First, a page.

Now for the play that basically ended the game for Michigan State.  After closing the gap back down to two points, Solomon Vault took the ensuing kickoff 95 yards to the house.

This is from right when Vault picks up the ball at the five-yard line. Looking at the circled area we can see that things are already in bad shape for Michigan State. That is a huge gap for Vault to aim for with two Spartans down on the ground in that lane and blockers in place to take care of the next two closest pursuers.

This is from right when Vault picks up the ball at the five-yard line. Looking at the circled area we can see that things are already in bad shape for Michigan State. That is a huge gap for Vault to aim for with two Spartans down on the ground in that lane and blockers in place to take care of the next two closest pursuers.

 

Vault gets to the hole shown above as the MSU players on the left sideline run right past him. Vault now has that entire lane wide open up the sideline and wisely cuts back and heads to the open field. Dowell is in trouble as one of the last men back getting pushed down by a pair of Wildcats. The kicker Cronin (99) has the most open shot at Vault.

Vault gets to the hole shown above as the MSU players on the left sideline run right past him. Vault now has that entire lane wide open up the sideline and wisely cuts back and heads to the open field. Dowell is in trouble as one of the last men back getting pushed down by a pair of Wildcats. The kicker Cronin (99) has the most open shot at Vault.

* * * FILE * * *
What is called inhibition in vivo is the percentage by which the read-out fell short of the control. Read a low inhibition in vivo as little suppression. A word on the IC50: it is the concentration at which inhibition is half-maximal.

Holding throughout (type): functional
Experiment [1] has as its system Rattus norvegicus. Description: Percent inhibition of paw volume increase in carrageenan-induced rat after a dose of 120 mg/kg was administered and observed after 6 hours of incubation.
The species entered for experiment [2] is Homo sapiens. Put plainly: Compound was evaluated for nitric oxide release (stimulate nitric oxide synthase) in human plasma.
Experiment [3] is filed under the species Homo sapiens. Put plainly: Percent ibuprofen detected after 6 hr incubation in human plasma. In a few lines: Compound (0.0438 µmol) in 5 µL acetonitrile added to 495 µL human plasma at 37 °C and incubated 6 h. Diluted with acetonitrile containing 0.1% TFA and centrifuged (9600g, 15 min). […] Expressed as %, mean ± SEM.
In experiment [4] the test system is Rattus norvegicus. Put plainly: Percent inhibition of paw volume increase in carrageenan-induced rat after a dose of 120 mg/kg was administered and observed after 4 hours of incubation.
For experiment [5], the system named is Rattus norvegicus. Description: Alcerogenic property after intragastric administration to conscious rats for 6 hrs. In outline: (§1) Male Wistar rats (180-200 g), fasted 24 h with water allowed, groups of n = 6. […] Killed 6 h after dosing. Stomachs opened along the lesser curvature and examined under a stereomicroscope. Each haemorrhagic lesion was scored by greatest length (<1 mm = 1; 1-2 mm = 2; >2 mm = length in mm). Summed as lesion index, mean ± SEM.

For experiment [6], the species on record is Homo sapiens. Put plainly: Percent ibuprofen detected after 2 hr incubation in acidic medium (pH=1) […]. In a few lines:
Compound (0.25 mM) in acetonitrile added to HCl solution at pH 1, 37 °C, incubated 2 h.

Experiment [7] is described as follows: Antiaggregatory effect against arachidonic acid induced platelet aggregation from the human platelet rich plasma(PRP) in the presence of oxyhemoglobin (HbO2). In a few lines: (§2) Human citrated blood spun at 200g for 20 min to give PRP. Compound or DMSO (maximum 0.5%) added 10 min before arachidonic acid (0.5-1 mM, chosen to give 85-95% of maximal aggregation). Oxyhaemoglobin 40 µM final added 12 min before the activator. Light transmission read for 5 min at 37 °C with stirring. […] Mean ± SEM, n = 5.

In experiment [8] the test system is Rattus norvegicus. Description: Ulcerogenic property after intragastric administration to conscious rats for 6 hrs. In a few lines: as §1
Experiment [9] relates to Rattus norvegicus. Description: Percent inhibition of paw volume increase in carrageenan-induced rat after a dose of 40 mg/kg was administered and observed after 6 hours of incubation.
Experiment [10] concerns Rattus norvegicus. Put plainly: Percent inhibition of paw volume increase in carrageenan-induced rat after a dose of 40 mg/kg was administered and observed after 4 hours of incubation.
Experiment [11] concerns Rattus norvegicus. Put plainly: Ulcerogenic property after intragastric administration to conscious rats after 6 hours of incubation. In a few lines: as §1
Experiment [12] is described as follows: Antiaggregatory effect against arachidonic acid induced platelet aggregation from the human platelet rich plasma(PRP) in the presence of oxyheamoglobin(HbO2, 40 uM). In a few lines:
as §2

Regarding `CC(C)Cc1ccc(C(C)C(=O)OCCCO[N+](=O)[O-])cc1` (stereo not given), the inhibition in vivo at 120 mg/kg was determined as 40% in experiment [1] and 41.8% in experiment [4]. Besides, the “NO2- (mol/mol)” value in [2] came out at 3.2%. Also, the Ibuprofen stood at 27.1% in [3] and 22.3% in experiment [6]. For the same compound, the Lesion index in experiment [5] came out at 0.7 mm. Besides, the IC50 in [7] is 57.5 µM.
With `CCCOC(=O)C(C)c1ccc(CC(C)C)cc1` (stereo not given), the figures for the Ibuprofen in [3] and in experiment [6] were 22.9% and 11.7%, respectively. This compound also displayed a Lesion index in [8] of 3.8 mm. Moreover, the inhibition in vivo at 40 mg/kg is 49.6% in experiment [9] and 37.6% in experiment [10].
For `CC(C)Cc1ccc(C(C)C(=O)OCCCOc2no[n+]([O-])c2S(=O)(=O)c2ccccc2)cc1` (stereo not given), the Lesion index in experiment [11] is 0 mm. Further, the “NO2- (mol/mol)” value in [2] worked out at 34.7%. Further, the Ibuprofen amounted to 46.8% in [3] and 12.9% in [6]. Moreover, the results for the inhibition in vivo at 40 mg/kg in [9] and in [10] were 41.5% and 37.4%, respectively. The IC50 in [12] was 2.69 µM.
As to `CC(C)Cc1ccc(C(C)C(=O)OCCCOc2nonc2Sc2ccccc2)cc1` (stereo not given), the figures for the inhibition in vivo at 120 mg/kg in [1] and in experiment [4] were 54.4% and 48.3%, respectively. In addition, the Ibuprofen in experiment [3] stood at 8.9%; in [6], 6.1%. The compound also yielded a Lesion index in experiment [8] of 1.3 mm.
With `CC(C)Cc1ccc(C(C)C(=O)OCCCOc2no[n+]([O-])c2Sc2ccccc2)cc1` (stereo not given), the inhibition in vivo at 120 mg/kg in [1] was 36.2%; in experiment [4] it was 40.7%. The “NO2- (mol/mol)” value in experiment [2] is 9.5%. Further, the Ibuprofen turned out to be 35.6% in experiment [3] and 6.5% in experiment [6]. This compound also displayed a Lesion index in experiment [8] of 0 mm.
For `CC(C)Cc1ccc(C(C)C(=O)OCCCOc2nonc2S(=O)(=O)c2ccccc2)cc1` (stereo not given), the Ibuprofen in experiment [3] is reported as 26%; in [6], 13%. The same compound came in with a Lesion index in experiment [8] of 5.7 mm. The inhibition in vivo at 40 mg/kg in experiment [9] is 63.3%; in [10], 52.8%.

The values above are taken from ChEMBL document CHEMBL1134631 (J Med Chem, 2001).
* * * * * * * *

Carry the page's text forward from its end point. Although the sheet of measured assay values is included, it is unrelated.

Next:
Cronin takes a less than stellar route to Vault and is only able to slow him up slightly. Meanwhile Dowell (5) is still being tied up by a blocker. Vault then cuts back towards the middle of the field and can angle all the way to the opposite side, which is exactly what he does. Dowell attempts to track him down but never comes within 10 yards of Vault. Full play here.

Cronin takes a less than stellar route to Vault and is only able to slow him up slightly. Meanwhile Dowell (5) is still being tied up by a blocker. Vault then cuts back towards the middle of the field and can angle all the way to the opposite side, which is exactly what he does. Dowell attempts to track him down but never comes within 10 yards of Vault. Full play here.

 

And now for the play that sent many a fan to the exits, and probably resulted in a thrown remote or two from Michigan State fans watching at home.

 

It's third-and-nine from the Michigan State 26-yard line. The Spartans are badly in need of a stop to attempt to hold Northwestern to a long FG attempt and keep the game within reach. Northwestern is in the shotgun with Justin Jackson in the backfield. They start with four wide but bring the tight end on the right side back into the formation. He will then crash down to the opposite side of the formation and seal off MSU linebacker Ed Davis (yellow circle). Meanwhile the left tackle and the right guard are going to push up-field and seal off the other two Michigan State linebackers.